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Tuesday, May 21, 2013

Senator McCaskill? Your vote today?

I could hardly believe what I read today about our Missouri Senator Claire McCaskill and her vote on the Farm Bill:

From this article at The Daily Kos (bolding added for emphasis):

The Senate began its process of amending the farm bill this afternoon.  Fom what I can tell from the Senate website, as of now, three amendments have received a vote so far:

--Sen. Maria Cantwell's (D-WA) amendment "to allow Indian tribes to participate in certain soil and water conservation programs" passed 87-8.  The eight "No" votes were all Republicans: John Cornyn (TX), Ted Cruz (TX), Ron Johnson (R-WI), Mark Kirk (R-IL), Mike Lee (R-WY), Rand Paul (R-KY), Marco Rubio (R-FL), and Pat Toomey (R-PA).
--Sen. Pat Roberts's (R-KS) amendment to cut an additional $12 billion from the supplemental food assistance program (SNAP, or food stamps) failed 58-40.  Three  Republicans broke party lines against it:  Susan Collins (ME), Lisa Murkowski (AK), and Roger Wicker (MS).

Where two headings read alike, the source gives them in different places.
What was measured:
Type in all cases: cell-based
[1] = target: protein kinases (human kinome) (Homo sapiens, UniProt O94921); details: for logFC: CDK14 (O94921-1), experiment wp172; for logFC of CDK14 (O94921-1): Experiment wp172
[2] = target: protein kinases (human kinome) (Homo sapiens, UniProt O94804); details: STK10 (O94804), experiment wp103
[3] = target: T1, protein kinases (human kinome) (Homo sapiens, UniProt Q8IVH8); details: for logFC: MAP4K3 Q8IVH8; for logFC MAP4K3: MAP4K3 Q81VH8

--However, the amendment on which I would like to focus attention here is that of Sen. Kirsten Gillibrand (D-NY).  Gillibrand proposed to restore the $4 billion that the current farm bill--designed by Debbie Stabenow (D-MI) and Thad Cochran (R-MS)--cuts from SNAP (Supplemental Food Assistance, known as food stamps--as I indicated above) and to offset this restored funding with a limitation on crop insurance reimbursements. Our current crop insurance subsidies benefit large farms at the expense of smaller ones and are one of the many glaring manifestations of corporate welfare that Congress never fixes.  Gillibrand's amendment would, in essence, cut corporate welfare spending to restore social welfare spending.  Did this progressive proposal pass?  Not even close.  It failed 26-70:  not even a majority of Democrats voted for it.
Which Democrats voted against restoring food stamps--voting against veterans, children, seniors, and struggling to get by?
And that's when we find out that yes, as a matter of fact, our own Senator McCaskill voted against it.
I'm not saying absolutely here that she and all the Democrats who voted against it shouldn't have, necessarily.  I'd just like a good, intelligent, honest answer why they did.
This seems as thought it was a vote FOR the common worker AND would have been against corporate welfare.
What was not to like?

Then, coincidentally, I saw this New York Times editorial piece today:

There Was a Time When Ending Hunger Was a National Goal for Republicans and Democrats

What happened to us?  What happened to America?

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